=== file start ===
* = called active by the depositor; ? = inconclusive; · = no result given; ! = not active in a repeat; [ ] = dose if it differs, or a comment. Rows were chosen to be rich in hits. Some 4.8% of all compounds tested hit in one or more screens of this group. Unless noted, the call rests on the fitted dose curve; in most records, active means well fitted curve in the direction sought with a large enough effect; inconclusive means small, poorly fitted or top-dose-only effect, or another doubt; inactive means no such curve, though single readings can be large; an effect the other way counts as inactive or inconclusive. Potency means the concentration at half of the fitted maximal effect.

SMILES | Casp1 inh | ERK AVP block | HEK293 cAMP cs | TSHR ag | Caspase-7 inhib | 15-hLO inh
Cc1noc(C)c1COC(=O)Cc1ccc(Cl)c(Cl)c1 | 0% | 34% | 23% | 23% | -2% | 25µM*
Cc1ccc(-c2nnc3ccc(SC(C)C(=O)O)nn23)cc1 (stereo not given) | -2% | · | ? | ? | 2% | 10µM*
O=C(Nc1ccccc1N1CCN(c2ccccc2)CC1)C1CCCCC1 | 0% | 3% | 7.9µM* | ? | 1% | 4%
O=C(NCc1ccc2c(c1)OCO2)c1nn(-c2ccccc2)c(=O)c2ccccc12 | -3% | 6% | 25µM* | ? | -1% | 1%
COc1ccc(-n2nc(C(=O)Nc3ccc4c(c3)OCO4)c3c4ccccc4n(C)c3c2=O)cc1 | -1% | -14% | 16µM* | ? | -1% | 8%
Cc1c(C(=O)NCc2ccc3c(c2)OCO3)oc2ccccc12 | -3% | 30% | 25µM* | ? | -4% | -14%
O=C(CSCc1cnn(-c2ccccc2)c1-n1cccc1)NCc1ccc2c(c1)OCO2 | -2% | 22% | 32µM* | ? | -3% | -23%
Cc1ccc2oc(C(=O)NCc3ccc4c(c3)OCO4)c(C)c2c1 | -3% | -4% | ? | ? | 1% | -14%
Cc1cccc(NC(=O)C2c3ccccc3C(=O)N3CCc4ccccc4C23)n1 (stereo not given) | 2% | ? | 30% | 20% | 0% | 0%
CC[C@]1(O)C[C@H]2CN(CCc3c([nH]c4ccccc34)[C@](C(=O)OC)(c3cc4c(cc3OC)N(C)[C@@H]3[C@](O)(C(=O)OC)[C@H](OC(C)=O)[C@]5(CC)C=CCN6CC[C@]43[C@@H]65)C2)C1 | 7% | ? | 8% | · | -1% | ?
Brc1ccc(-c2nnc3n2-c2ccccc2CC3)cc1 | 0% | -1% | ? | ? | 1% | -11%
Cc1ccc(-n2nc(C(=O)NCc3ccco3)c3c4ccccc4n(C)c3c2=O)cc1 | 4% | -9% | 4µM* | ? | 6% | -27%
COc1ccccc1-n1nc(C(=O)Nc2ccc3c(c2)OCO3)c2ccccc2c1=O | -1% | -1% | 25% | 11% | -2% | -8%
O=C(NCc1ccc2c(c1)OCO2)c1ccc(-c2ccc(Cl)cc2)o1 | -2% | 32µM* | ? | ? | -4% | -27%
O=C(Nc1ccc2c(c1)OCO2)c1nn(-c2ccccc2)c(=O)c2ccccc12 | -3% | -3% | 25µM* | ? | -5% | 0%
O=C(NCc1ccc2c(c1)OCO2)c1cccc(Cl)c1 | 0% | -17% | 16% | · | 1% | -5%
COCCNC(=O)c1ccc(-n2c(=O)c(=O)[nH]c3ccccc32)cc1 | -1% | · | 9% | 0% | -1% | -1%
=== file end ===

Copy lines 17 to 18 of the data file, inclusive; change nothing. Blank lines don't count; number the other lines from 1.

O=C(Nc1ccc2c(c1)OCO2)c1nn(-c2ccccc2)c(=O)c2ccccc12 | -3% | -3% | 25µM* | ? | -5% | 0%
O=C(NCc1ccc2c(c1)OCO2)c1cccc(Cl)c1 | 0% | -17% | 16% | · | 1% | -5%